Winter Holiday Season Tips

Winter Holiday Season Tips
We spend 90% of our time indoors in the winter, which increases our exposure to irritants
such as dust mites, pet dander, smoke, household cleaning products and gas fumes — any
and all of which can be detrimental. Seasonal decorating can bring new sources of
irritants into the home as well.
Creating a festive holiday mood:
Christmas trees, ornaments and decorations, along with logs for wood burning stoves,
often have significant levels of dust mites and moulds. Decorations should be stored in
sealed containers.
Potpourri and scented candles may also trigger allergy or asthma symptoms; an
alternative to consider is simmering cinnamon sticks and whole cloves in water.
Scented candles also tend to produce more black soot than non-scented candles.
When cleaning your house in preparation for guests, use mild, non-toxic cleaners.
Avoid air fresheners and furniture polish. Most cleaning can be accomplished with a few
non-toxic items from your kitchen pantry such as baking soda or vinegar. Use phosphatefree detergents.
Do not allow smoking in your home at anytime.
When cooking or baking, use the kitchen fans to remove fumes and moisture
Fireplaces and wood burning stoves:
These units are a source of particulate matter that is not good for your lungs unless the
wood burning stove is perfectly sealed.
As you cozy up to the fireplace this winter, remember that particles and gases from fires
can make breathing difficult, especially for asthmatics so try to avoid using them
Dry wood burns hotter and cleaner than "green" wood and hardwoods are better than
coniferous trees (i.e. evergreens).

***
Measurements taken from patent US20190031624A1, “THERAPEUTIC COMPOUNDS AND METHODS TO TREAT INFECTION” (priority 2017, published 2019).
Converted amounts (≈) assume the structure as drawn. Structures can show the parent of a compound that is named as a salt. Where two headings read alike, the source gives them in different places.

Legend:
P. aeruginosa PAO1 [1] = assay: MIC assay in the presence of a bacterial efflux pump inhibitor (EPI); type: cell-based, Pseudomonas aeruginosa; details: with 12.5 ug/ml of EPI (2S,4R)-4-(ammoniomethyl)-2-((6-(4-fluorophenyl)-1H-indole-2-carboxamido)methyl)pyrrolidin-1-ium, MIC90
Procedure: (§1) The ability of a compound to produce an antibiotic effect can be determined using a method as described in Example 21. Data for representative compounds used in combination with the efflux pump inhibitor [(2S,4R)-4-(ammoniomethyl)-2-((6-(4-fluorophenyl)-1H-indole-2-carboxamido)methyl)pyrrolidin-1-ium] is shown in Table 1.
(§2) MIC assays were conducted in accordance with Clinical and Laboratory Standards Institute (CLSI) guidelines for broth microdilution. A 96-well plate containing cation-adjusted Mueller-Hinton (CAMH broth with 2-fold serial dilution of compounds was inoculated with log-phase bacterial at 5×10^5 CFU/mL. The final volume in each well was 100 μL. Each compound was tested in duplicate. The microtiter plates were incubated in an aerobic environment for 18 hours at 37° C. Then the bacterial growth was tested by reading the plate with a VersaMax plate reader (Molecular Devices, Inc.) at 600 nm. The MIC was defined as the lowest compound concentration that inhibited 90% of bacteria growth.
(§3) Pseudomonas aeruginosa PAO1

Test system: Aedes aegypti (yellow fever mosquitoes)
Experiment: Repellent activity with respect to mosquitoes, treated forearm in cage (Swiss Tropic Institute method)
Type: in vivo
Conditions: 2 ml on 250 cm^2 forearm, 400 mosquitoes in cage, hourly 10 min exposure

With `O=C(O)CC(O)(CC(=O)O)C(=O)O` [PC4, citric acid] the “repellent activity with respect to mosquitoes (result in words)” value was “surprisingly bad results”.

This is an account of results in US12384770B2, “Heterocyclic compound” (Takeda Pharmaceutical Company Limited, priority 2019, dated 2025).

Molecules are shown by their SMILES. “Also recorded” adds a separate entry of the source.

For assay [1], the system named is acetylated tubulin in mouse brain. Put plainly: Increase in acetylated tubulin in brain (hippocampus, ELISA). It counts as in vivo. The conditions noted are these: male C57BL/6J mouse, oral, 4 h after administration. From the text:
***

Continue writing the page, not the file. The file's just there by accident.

Do not store wood inside.
Avoid scented candles. Burning candles give off soot which can be a source of irritation.
Purchase unscented candles.
Buy soy or beeswax candles.
Alternatively, consider not lighting the candles and using them for decoration only.
Artificial Christmas trees and wreaths:
Depending on how they were stored, artificial trees and wreaths can be a source of dust
and moulds. Damp wipe your tree and wreaths prior to use.
Real Christmas trees and seasonal plants:
Most trees are cut in October and stored, so they have a mould from the rain and slush.
Spray it down with a garden hose and place the bottom of the tree in a bucket of water.
Let it dry.
Festive plants such as poinsettia, holly, and mistletoe may contain moulds and dust – two
major culprits in triggering symptoms
When handling a real tree, wear gloves and a long sleeved shirt to keep sap away from
the skin.
Damp wipe all tree ornaments before decorating the tree.
Damp wipe lights before decorating the tree. * Caution. Lights should be wiped prior to
being plugged in, even if switched off.
If you find shopping stressful consider using the Internet, mail, or phone options.
Food is an essential part of the holiday celebrations - nuts, dried fruits, and eggnog. If
you have food allergies, be sure to ask about ingredients before you eat. When in doubt,
don’t eat it. If you are sensitive to sulphites, watch out for them in beer, wine,
champagne, dried fruits, grapes, and pickle relishes.